President Franklin D. Roosevelt is commonly thought of as a liberal and President Herbert C. Hoover as a conservative. The validity of these accusations, however, is uncertain.
Before classifying each president in the categories of "liberal" and "conservative," it must first be understood what is meant by each term. During the time of the Great Depression, a liberal was usually associated with "political equality, free speech, free assembly, free press, and equality of opportunity." It
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reign supreme again, Roosevelt would be happy.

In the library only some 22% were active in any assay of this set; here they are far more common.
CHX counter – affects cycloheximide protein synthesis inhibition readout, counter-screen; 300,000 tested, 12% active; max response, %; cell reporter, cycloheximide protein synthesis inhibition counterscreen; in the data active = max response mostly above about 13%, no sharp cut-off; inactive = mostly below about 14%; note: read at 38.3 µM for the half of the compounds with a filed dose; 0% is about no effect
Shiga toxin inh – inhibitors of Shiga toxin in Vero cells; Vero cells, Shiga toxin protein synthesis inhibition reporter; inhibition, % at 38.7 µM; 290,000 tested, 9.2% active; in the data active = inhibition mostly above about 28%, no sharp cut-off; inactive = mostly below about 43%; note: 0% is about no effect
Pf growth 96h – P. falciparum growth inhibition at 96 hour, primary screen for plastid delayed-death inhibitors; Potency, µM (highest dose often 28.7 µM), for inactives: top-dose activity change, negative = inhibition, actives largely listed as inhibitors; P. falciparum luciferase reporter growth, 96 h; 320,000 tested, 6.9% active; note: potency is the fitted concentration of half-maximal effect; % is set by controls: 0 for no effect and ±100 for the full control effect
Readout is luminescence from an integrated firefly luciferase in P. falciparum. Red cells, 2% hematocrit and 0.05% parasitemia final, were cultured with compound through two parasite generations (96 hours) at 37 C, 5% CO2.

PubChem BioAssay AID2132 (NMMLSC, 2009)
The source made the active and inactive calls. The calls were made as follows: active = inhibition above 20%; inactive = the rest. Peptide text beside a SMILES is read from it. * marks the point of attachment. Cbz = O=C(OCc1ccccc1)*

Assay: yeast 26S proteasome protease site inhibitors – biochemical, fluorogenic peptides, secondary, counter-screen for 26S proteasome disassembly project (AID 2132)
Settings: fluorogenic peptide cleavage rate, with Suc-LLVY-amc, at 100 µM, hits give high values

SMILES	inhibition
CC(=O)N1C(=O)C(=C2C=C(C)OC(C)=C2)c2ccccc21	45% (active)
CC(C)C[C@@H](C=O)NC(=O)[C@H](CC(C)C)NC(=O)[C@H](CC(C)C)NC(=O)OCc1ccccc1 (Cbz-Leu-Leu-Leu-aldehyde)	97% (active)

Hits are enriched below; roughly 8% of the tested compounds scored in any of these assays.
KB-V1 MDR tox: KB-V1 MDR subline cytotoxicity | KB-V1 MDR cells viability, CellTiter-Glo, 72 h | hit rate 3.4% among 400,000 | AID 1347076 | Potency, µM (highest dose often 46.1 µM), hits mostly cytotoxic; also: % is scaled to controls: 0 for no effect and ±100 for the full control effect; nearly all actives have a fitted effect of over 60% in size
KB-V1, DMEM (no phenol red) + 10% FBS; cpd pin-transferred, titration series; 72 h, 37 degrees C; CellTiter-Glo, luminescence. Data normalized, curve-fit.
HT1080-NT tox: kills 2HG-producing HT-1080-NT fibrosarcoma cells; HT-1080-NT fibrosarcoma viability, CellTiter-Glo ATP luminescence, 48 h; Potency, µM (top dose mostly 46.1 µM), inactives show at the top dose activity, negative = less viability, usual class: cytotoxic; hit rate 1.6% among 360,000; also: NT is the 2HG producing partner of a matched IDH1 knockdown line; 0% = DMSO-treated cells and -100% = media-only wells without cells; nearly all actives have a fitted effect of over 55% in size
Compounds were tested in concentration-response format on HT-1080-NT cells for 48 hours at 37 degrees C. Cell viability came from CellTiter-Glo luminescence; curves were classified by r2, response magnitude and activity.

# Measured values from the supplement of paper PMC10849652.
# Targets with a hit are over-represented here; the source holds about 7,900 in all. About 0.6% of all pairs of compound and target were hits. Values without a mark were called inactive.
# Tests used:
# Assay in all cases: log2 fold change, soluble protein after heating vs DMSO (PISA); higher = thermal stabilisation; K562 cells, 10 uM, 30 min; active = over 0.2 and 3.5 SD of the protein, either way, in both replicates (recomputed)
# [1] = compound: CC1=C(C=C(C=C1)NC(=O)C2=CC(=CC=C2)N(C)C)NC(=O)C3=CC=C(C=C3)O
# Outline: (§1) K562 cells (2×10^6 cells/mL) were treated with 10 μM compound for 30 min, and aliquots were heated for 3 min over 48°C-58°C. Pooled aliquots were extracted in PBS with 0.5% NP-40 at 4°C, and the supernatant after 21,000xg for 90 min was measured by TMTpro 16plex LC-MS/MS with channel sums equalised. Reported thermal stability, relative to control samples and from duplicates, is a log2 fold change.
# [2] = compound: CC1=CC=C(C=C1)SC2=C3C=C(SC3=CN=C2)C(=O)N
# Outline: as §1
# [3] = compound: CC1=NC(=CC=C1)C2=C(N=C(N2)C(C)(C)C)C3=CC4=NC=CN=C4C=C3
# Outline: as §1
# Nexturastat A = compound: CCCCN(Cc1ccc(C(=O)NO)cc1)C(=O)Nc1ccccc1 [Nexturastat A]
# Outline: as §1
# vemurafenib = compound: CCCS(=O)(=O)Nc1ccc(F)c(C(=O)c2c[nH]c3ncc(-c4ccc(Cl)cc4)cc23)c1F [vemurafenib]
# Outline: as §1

To say that President Franklin D. Roosevelt is a liberal and that President Herbert Hoover was a conservative is only half-true. Both men lead their country through the perils of the depression with conservative goals in mind, and both men had to resort to liberals actions to preserve conservatism. Roosevelt best described himself and Hoover as being "that kind of conservative because (of being) that kind of liberal."